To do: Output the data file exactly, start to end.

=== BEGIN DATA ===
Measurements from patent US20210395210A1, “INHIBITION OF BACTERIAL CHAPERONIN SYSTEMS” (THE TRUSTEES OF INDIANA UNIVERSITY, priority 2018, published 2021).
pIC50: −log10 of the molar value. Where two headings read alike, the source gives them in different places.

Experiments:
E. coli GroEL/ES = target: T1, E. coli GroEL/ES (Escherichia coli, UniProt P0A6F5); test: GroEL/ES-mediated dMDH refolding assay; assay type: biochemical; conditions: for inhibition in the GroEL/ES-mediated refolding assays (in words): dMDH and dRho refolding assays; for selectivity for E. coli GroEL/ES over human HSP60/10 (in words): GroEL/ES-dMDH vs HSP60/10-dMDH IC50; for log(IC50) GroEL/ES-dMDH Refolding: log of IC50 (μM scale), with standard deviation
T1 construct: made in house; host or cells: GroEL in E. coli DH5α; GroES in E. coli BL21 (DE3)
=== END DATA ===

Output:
Measurements from patent US20210395210A1, “INHIBITION OF BACTERIAL CHAPERONIN SYSTEMS” (THE TRUSTEES OF INDIANA UNIVERSITY, priority 2018, published 2021).
pIC50: −log10 of the molar value. Where two headings read alike, the source gives them in different places.

Experiments:
E. coli GroEL/ES = target: T1, E. coli GroEL/ES (Escherichia coli, UniProt P0A6F5); test: GroEL/ES-mediated dMDH refolding assay; assay type: biochemical; conditions: for inhibition in the GroEL/ES-mediated refolding assays (in words): dMDH and dRho refolding assays; for selectivity for E. coli GroEL/ES over human HSP60/10 (in words): GroEL/ES-dMDH vs HSP60/10-dMDH IC50; for log(IC50) GroEL/ES-dMDH Refolding: log of IC50 (μM scale), with standard deviation
T1 construct: made in house; host or cells: GroEL in E. coli DH5α; GroES in E. coli BL21 (DE3)